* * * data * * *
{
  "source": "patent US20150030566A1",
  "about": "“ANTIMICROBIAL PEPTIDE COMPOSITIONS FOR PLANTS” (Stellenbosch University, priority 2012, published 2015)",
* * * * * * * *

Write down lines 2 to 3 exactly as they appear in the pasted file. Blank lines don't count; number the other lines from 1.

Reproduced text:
  "source": "patent US20150030566A1",
  "about": "“ANTIMICROBIAL PEPTIDE COMPOSITIONS FOR PLANTS” (Stellenbosch University, priority 2012, published 2015)",